A Tip for Better Competition Results

Summary – Photo competitions and exhibits are, in a general sense, games. If you’re after the “thrill of victory” (not “agony of defeat”) here’s a tip that may help.

In a photo competition (which is totally subjective)

The judge has the final word

Little else matters

(Assuming entries of comparable quality)

That said, don’t play the game without

Entering your best efforts

and  – equally (or more) important

Knowing the likes & tendencies of the judge

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Here’s the Tip

Do extensive research on the judge

Learn all you can about the judge’s like’s & dislikes

If the judge shows a dislike for certain styles

Don’t enter images of that style (and vice-versa) – duh!

.

How do you learn this information?

Many judges have web sites with their own work

Looking at their work is like reading a book

The judge is likely to have judged before

Many club sites list competition results

Including who judged (& the winning images)

Understand the implication’s of the judge’s background

For example – photojournalism vs. weddings vs. outdoors

Each background has its own expectations

Do this before you even start considering possible entries

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Two examples from real life

Each was both a winner (ribbon) and a loser (out immediately)

The only difference was different judges (in different events)

#1 was eliminated solely because the judge disliked infra-red

Gushed over the “perfect composition”, etc. etc., but

“I’ve never liked IR so, sorry, but it’s out”

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#2 was thrown out because the judge disliked soft focus

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Another example to consider is

Q – What would a photojournalist look for?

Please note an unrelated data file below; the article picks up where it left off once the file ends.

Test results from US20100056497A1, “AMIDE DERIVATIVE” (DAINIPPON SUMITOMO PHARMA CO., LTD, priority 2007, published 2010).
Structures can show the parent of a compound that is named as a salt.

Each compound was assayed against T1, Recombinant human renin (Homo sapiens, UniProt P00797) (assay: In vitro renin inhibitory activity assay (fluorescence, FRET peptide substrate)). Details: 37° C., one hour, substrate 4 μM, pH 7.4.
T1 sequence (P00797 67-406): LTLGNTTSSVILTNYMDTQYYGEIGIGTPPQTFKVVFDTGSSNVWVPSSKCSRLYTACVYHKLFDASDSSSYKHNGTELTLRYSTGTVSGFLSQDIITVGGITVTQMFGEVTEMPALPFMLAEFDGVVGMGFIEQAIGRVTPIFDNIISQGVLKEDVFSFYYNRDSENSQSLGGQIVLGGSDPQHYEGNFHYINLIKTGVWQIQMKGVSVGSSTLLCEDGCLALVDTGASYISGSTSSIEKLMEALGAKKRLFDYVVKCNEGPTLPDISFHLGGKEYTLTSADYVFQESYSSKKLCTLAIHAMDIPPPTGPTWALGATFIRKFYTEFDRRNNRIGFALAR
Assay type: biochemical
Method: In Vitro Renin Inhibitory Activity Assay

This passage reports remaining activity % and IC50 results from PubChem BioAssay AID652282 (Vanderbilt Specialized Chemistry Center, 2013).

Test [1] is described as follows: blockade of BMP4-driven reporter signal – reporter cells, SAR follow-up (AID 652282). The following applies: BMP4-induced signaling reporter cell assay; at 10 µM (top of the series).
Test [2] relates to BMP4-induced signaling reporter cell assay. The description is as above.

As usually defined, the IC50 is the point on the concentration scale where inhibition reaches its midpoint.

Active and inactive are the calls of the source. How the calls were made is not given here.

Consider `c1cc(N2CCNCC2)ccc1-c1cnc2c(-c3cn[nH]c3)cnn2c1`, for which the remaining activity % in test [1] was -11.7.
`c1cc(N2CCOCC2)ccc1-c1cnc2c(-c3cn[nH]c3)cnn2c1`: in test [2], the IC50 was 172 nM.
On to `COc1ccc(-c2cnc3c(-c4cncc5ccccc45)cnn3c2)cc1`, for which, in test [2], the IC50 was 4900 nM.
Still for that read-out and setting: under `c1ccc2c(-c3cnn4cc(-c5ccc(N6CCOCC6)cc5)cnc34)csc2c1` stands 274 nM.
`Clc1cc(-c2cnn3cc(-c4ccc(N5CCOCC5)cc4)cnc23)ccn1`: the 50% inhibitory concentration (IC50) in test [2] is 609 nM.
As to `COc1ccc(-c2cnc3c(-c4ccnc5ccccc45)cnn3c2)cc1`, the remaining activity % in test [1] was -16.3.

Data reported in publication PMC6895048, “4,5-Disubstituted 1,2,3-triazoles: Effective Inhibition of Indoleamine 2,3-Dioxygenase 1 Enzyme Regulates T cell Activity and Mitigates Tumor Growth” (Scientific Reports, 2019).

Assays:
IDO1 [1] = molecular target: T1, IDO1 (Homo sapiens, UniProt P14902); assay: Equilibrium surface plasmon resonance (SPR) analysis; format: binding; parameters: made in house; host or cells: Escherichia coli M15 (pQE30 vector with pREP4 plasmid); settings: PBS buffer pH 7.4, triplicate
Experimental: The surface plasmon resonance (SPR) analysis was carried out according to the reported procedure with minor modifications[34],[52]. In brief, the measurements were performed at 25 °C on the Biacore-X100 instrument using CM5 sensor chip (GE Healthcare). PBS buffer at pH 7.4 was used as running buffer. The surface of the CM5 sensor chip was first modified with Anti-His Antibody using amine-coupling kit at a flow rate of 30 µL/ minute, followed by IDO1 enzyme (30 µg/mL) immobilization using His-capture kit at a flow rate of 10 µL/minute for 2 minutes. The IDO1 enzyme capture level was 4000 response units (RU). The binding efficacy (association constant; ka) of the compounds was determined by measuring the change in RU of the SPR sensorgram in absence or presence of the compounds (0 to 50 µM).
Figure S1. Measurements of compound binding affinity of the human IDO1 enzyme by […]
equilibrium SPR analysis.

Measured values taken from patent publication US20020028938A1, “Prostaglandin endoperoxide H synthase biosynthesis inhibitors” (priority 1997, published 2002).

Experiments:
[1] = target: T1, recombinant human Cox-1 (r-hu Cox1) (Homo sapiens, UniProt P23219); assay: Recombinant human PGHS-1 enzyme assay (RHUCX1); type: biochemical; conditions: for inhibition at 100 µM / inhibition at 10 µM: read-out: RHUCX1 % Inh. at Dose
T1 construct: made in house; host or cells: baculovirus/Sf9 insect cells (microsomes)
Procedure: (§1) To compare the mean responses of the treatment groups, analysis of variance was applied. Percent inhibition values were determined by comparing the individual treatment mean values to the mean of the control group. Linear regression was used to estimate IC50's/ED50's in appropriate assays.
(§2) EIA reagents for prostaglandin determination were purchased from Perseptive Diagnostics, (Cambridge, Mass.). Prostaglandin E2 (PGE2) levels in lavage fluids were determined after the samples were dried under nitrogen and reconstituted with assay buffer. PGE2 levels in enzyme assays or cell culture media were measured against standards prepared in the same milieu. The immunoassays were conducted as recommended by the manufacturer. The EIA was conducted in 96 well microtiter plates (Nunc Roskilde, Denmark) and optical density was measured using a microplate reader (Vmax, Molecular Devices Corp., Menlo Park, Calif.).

A – An immediate impact story

A WOW! photo that gets immediate attention

A PJ isn’t the person to have judge your arty image

In the words of one PJ judge as he threw out

The 1st & 2nd place winners (not mine) of

A Photography as Art exhibit

(unbeknownst to him)

“That’s art. If it’s art, it’s out”

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My tip is mostly common sense

Unfortunately many competitors don’t recognize its importance

Judges are human with likes & dislikes

(that may even go beyond the “rule-of-thirds” 😉 )

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Don’t forget the International Abstract Photography Exhibit

Entries close March 31st; it’s free

Entry details are here

The gallery is here

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2 thoughts on “A Tip for Better Competition Results

    • Maybe the tip makes more sense if I started with “Here’s a tip to use IF you want to increase your chances of a favorable outcome….”.

      If judge’s statement such as “If it’s art it’s out” (I didn’t make this up) for one of your entries is OK by you then, by all means, ignore the tip.

      The “never liked IR” and “soft focus” were a waste of my time as they said everything about an single individual judge’s personal subjective preferences and nothing about the competition quality of my images. If YOU knew a judge would throw out a particular style when YOU entered an image, would YOU STILL enter it?? I doubt it, & that’s my point.

      Have a nice day 😉

      PS – I’m very competitive. Competed 3 years (novice, intermediate, advanced). Final year won every major prize awarded at a 250-300 member club. Hated shooting for judges (but did it – I’m competitive, so why “play a game if you’re not trying to win?”). I quit after year #3 and have never competed since; the only judge I try to please is myself. I was just trying to pass on a pointer based on a question from a friend last week who – before entering a competition – asked if I knew the judge because he didn’t. More than you wanted to know, but there it is. (Did you look her up, Russ?)

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